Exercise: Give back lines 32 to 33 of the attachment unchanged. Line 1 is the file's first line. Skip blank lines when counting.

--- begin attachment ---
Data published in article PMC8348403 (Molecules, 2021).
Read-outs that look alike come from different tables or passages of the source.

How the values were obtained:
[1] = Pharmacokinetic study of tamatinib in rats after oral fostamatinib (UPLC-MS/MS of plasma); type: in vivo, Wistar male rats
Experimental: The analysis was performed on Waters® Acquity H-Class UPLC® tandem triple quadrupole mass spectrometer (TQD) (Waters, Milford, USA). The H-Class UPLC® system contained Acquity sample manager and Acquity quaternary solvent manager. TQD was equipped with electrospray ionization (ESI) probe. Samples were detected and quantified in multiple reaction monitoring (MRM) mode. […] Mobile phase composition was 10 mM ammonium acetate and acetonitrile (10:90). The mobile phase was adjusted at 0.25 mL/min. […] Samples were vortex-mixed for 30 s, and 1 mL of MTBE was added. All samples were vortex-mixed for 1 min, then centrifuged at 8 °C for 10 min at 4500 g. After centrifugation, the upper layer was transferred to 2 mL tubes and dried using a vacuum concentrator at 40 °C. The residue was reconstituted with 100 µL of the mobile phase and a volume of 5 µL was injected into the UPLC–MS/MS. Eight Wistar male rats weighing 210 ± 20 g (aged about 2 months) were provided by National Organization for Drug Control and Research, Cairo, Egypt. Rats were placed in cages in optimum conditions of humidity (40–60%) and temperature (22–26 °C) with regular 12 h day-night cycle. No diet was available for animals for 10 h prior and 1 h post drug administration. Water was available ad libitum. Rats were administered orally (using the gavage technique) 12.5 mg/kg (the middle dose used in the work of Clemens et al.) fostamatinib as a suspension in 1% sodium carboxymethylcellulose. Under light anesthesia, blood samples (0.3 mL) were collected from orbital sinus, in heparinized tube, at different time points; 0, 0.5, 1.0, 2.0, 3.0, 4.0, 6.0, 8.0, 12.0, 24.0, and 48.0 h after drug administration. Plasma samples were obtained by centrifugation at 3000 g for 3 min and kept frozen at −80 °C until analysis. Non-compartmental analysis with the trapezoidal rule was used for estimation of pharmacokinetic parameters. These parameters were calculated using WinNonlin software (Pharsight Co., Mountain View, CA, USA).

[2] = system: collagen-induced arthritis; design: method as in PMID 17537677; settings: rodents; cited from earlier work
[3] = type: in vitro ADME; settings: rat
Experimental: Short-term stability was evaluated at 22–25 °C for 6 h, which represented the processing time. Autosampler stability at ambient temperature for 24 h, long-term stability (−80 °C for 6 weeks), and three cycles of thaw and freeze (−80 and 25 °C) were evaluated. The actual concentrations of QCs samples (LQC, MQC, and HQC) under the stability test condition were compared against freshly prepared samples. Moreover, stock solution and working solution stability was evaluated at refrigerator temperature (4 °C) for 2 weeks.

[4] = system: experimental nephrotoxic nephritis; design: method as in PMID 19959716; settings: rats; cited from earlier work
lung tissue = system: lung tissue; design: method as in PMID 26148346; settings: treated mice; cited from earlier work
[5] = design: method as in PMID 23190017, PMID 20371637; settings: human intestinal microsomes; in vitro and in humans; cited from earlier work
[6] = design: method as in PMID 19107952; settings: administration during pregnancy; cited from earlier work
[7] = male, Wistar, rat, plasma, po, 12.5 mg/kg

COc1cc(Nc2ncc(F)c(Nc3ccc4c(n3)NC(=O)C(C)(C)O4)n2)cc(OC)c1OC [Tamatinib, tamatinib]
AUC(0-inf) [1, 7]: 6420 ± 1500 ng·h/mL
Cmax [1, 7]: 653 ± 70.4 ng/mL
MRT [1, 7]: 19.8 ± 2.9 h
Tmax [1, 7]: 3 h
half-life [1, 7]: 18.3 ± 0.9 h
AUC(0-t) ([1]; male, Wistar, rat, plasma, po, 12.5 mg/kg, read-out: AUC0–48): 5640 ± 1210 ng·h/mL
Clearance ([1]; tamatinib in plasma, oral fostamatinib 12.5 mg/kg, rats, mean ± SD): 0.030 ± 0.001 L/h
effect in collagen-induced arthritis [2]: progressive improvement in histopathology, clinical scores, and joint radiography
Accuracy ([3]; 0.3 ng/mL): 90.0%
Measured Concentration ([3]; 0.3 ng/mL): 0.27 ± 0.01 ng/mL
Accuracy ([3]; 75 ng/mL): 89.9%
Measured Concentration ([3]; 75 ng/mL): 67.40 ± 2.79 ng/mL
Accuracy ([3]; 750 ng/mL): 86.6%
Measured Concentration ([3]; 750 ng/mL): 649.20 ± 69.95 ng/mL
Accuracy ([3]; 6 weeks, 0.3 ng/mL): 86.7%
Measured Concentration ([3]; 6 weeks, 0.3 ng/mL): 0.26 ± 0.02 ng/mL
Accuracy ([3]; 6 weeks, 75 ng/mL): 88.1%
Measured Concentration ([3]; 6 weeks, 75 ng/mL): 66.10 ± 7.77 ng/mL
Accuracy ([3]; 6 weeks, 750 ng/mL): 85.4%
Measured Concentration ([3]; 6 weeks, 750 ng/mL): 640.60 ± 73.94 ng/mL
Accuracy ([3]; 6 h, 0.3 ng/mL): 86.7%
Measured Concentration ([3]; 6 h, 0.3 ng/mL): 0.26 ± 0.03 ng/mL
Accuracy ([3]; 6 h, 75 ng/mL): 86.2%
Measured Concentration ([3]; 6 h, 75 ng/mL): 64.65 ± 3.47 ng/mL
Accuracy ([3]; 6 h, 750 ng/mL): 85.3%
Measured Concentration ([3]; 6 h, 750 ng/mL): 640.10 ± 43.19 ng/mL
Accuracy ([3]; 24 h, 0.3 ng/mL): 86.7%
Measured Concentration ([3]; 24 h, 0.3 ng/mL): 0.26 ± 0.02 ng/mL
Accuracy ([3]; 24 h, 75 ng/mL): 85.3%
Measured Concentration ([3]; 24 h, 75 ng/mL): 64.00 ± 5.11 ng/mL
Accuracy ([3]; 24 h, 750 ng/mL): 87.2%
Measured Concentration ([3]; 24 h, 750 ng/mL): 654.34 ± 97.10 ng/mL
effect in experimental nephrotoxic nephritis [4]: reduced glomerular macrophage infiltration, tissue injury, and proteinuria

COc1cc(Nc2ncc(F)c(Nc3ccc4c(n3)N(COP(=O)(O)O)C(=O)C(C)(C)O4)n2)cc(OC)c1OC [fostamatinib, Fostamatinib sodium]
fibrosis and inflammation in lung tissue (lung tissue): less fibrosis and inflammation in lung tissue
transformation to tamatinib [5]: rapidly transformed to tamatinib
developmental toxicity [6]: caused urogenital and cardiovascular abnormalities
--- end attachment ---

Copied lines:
Measured Concentration ([3]; 6 weeks, 75 ng/mL): 66.10 ± 7.77 ng/mL
Accuracy ([3]; 6 weeks, 750 ng/mL): 85.4%